Regardless, those are my views about some of the reasons why Putin dominates both Russian and international politics to such an amazing degree with no challenge in sight.

Cohen: Kiev Deliberately Undermining Minsk 2 Agreement

The US-backed Ukrainian leadership is making every effort to sabotage the Minsk accord, Stephen F. Cohen emphasized, warning that the alternative to the Minsk 2 agreement is a larger war between Moscow and Washington
 UKRAINE Mon, Apr 20 | 704 7

The Ukrainian leadership is deliberately undermining the Minsk 2 agreement, brokered by Germany, France and Russia in February 2015, underscored Stephen Cohen, a prominent American historian and professor of Russian studies at Princeton University and New York University, noting that Kiev can do nothing significant without Washington’s backing.
The historian referred to a number of legislative bills signed by Ukraine’s President Poroshenko, who evidently reversed the promises made by Kiev during the Minsk negotiations. Although Poroshenko himself approved the Minsk accord, since then Kiev has acted in contradiction to the deal.
Furthermore, several days ago the Ukrainian President announced that “any concept of federalization or home rule was a poisonous cancer that would destroy Ukraine,” the professor noted.
Another nail in the coffin of the Minsk deal is the legislation banning Communist ideology and symbols and eventually equating communism to Nazism. The point is that the majority of those civilians who supported the Communist party of Ukraine are living in the East, the historian underscored.
On the other hand, the legislation is not a good sign for democracy in Kiev, since it imposes censorship. The Communist party of Ukraine has long been a very important party, enjoying public support in the country. Now it is banned and anyone who speaks in favor of this party is committing a criminal offense, according to the new law, the historian pointed out.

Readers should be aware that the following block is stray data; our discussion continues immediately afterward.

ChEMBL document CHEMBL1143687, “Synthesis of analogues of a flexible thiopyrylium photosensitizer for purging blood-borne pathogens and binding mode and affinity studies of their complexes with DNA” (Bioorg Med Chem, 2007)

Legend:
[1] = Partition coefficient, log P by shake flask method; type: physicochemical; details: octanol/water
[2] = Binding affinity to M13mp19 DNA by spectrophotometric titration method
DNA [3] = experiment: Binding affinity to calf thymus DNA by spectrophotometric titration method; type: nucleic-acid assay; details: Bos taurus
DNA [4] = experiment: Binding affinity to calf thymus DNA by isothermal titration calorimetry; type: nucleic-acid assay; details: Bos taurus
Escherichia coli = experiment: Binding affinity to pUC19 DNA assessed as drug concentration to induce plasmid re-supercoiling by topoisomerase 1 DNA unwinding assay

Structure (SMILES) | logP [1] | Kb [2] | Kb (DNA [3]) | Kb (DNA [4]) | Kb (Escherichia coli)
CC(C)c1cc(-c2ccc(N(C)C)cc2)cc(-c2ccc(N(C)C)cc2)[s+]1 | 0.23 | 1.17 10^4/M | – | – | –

“Electorally, politically it is undemocratic,” Stephen Cohen noted.
At the same time Kiev is supporting ultra-nationalists, adding fuel to the fire of the political crisis in the country.
Remarkably, Kiev’s anti-Minsk stance is evidently supported by both Republican and Democratic lawmakers in Washington, the historian emphasized.
The professor noted that Washington continues to blame the Kremlin of the Ukrainian crisis and “military aggression” against Kiev. Still, the US and NATO leaderships failed to provide any evidence of Russia’s alleged engagement in the Ukrainian turmoil.
By aggravating further tensions with Moscow over Ukraine’s crisis, Washington and its allies risk dealing a severe blow to the current geopolitical status quo in Europe. Russia is still an important element of global security and it cannot be isolated, the historian stressed, referring to the fact that since the West imposed sanctions on Moscow, the Kremlin has signed a huge number of international deals, much more that the US itself.
While Washington urges EU leaders to toughen their sanctions policy against Russia, it is obvious that the majority of NATO European allies are against direct confrontation with Moscow and a military resolution of the conflict. The US’ irresponsible policy may lead to an undesirable transformation of geopolitics in the European region, the professor warned.

How the Senate Armed Services Committee Is Undermining Minsk II

A peaceful solution to the crisis in Ukraine may be at risk 

By James Carden
The Nation

On April 28 three European foreign ministers—Serbia’s Ivica Dačić, Germany’s Frank-Walter Steinmeier and Switzerland’s Didier Burkhalter—met in their capacities as members of the OSCE’s Ministerial Troika to discuss the latest developments in eastern Ukraine. According to the OSCE, the foreign ministers “reiterated that [the Ukraine] crisis can be resolved only through peaceful means and that the political process in that regard should be advanced without delay” and “called on all sides to fully and unconditionally respect the cease-fire.”

Meanwhile, on April 26, Financial Times reported that Kiev is coming under increased pressure from Western European capitals to do its part to implement the Minsk cease-fire agreement. According to FT, German diplomats expressed frustration that Kiev is “dragging its feet” in implementing the agreement. For his part, French President Francois Holland has warned Ukrainian President Petro Poroshenko that “the only line of conduct is the full implementation of the Minsk accord.”

Yet it seems these calls for a peaceful solution to the crisis are not only falling on deaf ears, but are also purposefully being undermined, in Washington.

To wit: the same day the aforementioned troika met in Belgrade, the 28th, the Senate Armed Services Committee held a hearing on “United States Security Policy in Europe,” though perhaps, given the tenor of the hearing, it should have been held under the rubric “The Russians are Coming!”